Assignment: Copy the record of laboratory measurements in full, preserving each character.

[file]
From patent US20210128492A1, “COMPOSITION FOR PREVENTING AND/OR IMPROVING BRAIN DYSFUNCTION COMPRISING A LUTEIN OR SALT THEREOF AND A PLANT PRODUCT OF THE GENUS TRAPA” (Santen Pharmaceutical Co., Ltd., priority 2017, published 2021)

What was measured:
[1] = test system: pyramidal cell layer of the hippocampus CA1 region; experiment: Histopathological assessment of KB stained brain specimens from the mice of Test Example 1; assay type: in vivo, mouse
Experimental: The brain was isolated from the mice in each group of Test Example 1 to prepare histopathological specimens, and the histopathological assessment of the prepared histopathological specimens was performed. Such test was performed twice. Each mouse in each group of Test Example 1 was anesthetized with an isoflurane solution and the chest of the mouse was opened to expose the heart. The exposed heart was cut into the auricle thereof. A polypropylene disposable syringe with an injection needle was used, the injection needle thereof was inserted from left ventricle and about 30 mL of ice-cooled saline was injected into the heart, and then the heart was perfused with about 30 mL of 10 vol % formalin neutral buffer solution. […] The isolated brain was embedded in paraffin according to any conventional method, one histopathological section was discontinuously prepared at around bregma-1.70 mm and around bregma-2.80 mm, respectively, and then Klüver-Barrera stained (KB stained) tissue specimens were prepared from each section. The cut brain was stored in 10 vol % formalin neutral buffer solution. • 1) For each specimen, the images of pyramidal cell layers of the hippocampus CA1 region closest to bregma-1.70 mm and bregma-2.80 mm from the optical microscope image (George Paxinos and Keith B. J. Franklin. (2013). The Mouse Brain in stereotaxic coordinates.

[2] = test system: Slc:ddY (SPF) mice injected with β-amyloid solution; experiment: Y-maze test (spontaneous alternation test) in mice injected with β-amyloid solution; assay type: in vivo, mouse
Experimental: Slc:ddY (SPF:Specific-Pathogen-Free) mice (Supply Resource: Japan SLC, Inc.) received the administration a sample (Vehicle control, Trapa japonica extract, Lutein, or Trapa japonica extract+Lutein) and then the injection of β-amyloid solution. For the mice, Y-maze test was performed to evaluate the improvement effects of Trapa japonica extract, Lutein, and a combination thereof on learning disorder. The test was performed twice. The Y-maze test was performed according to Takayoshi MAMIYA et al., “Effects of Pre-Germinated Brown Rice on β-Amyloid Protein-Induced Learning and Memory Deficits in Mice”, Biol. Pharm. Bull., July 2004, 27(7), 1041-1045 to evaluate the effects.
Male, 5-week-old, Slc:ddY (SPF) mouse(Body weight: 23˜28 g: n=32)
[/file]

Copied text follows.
From patent US20210128492A1, “COMPOSITION FOR PREVENTING AND/OR IMPROVING BRAIN DYSFUNCTION COMPRISING A LUTEIN OR SALT THEREOF AND A PLANT PRODUCT OF THE GENUS TRAPA” (Santen Pharmaceutical Co., Ltd., priority 2017, published 2021)

What was measured:
[1] = test system: pyramidal cell layer of the hippocampus CA1 region; experiment: Histopathological assessment of KB stained brain specimens from the mice of Test Example 1; assay type: in vivo, mouse
Experimental: The brain was isolated from the mice in each group of Test Example 1 to prepare histopathological specimens, and the histopathological assessment of the prepared histopathological specimens was performed. Such test was performed twice. Each mouse in each group of Test Example 1 was anesthetized with an isoflurane solution and the chest of the mouse was opened to expose the heart. The exposed heart was cut into the auricle thereof. A polypropylene disposable syringe with an injection needle was used, the injection needle thereof was inserted from left ventricle and about 30 mL of ice-cooled saline was injected into the heart, and then the heart was perfused with about 30 mL of 10 vol % formalin neutral buffer solution. […] The isolated brain was embedded in paraffin according to any conventional method, one histopathological section was discontinuously prepared at around bregma-1.70 mm and around bregma-2.80 mm, respectively, and then Klüver-Barrera stained (KB stained) tissue specimens were prepared from each section. The cut brain was stored in 10 vol % formalin neutral buffer solution. • 1) For each specimen, the images of pyramidal cell layers of the hippocampus CA1 region closest to bregma-1.70 mm and bregma-2.80 mm from the optical microscope image (George Paxinos and Keith B. J. Franklin. (2013). The Mouse Brain in stereotaxic coordinates.

[2] = test system: Slc:ddY (SPF) mice injected with β-amyloid solution; experiment: Y-maze test (spontaneous alternation test) in mice injected with β-amyloid solution; assay type: in vivo, mouse
Experimental: Slc:ddY (SPF:Specific-Pathogen-Free) mice (Supply Resource: Japan SLC, Inc.) received the administration a sample (Vehicle control, Trapa japonica extract, Lutein, or Trapa japonica extract+Lutein) and then the injection of β-amyloid solution. For the mice, Y-maze test was performed to evaluate the improvement effects of Trapa japonica extract, Lutein, and a combination thereof on learning disorder. The test was performed twice. The Y-maze test was performed according to Takayoshi MAMIYA et al., “Effects of Pre-Germinated Brown Rice on β-Amyloid Protein-Induced Learning and Memory Deficits in Mice”, Biol. Pharm. Bull., July 2004, 27(7), 1041-1045 to evaluate the effects.
Male, 5-week-old, Slc:ddY (SPF) mouse(Body weight: 23˜28 g: n=32)